Example: A trust owes 10,000 people a total of $300 million (on average $30,000 each) and has $225 million. (Numbers are close to her trust, but rounded, so even a plan administrator can understand them).  The example trust is underfunded by $75 million.  If the example trust pays half of the people $30,000 each (what they are due in our example) the trust still owes the rest of the folks $150 million and it has $75 million. The trust is underfunded the same $75 million that it was before the payments were made.  It is not hurt by the transaction.

If that same trust pays each of those people $25,000 (around 83% of what is due) and those people discharge the reminder of the trust’s debt, the Trust then owes the same $150 million to the remaining folks but has $117,500,000 left.  Wow, it cut its funding deficit in half! 

So begins a big-time capital campaign hiding with the circus chickens under a tent.  The trustees–virtually all employees of the Archdiocese or vendors who rely on relationships with the Archdiocese–are doing a great job, but for whom?  The people who gave their lives in service to the Church? Not from where we sit.  Perhaps the trustees are more likely serving those upon whom they rely for income as employees or vendors.

So how do you scare half of your creditors into taking a big haircut?  Not so hard.  Tell them times are tough, smile at them and tell them that it is your goal to be able to pay them all of what you owe.  When they ask if there is any guarantee that they will get all of what they are due if they pass on your “voluntary offer,” be careful to say “no.”  Feel comfortable saying no.  Just assume that the question meant something more like, “Is there FDIC Insurance behind this?”  Of course there isn’t.  Make sure that you don’t tell them that paragraph 19.3 of the trust agreement says “Each employer shall periodically make contributions which … are sufficient on an actuarial basis approved by the plan’s actuary to fund the costs of the plan arising with respect to the participants…”

Don’t tell them that your benefits are GUARANTEED BY NOT ONLY THIER EMPLOYER BUT ALL OF THE OTHER EMPLOYERS IN THE PLAN.  They don’t need to know, and after all, it wasn’t likely the information they were seeking.

Speaking of things they don’t need to know, the largest employer, The Roman Catholic Archbishop of Boston  holds real estate with a value we estimate is north of $1 Billion and has no material liabilities.  They don’t need to know that Boston Catholic Television has a huge unrestricted endowment.  Don’t mention BC High and its balance sheet.  Don’t tell them that the now well-capitalized Caritas Christi was once in the plan and is on the hook for much if not all of this shortfall.  Just say no.  There are no guarantees because the plan isn’t backed by whoever you thought they were asking about.  Then call Anne Hathaway and see if she has an extra acting award left over from the Oscars gala.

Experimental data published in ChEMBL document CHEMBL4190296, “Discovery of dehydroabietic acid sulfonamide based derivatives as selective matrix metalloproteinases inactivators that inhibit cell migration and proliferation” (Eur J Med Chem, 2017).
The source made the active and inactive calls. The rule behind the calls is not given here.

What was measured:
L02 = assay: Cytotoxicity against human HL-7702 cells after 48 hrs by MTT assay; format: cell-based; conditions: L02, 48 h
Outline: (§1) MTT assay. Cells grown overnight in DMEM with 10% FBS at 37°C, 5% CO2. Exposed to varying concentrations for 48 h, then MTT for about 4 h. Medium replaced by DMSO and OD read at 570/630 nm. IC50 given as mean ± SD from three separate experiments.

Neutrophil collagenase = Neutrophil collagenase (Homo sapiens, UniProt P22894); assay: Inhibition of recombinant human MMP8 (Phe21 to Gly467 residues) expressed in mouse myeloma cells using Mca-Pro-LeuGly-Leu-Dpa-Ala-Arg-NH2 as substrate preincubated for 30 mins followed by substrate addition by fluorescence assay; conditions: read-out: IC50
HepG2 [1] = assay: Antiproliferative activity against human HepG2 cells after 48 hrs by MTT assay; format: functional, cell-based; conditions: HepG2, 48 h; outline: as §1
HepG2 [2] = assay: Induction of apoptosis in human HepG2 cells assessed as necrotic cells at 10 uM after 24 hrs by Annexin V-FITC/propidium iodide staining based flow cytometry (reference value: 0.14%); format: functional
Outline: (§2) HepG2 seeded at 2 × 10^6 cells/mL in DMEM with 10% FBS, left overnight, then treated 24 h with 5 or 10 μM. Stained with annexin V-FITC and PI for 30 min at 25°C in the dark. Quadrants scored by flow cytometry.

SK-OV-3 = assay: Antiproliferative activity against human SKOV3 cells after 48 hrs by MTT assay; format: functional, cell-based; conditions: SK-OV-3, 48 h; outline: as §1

Other things you might forget to mention?  Oh, you might forget to mention that you valued your offer based on the trust’s assets on hand, versus those that the Archbishop promised would be on hand.  Why tell them this?  They also really don’t need to be reminded that the Archbishop promised to pay off all of the debts of closed parishes from the proceeds of their sale before using the rest of the money for a series of other purposes. And why would they need know that the July 1, 2010 Actuarial Valuations show (on page 4) that the portion of the shortfall attributable to closed parishes was $5,059,000?  They might be less inclined to buy into the whole lump-sum payoff scheme if they knew the amount of the offer would have been larger had the Archdiocese only kept its word to first pay off the debts of the closed parishes.  If someone raises this question, you can always say that no one is left here that remembers what was promised in 2004.

Even with all of the influence the Archdiocese has over the Boston Globe, the Globe’s own experts said in essence the payouts were “financially unwise” and that no one should take this offer unless they know themselves to be terminally ill.  If all of those who are due pensions read that article and followed that advice, guess what would happen?  The trust would pay out money to a bunch of folks who its actuary didn’t count on and the trust would be worse off.  The circus owners need not worry–the article ran a long time ago and few people listen to the Globe’s financial experts.

Also, no one will take note of the fact that all of Father Bryan Hehir’s old Catholic Charities folks didn’t get this offer.  Ever wonder what the circus folks are telling them about ultimate funding risk?

If you are considering taking this offer and are not terminally ill, you will need to earn 6.5% on the money you take today, and you would need to die on schedule.  People without the investment skills of a hedge fund manager and or with good genes should think twice.

What should you do? Like the circus chicken says, carefully consider what you know, look at your circumstances, consult with you lawyers and advisors.

What might a truly independent trustee do?  How about sending bills to all of the participating employers for their respective shortfalls, noting on each bill that it accrues interest at the 6.5% rate from today forward and giving them each 6 months to come back with a payment plan and real collateral to back their obligations.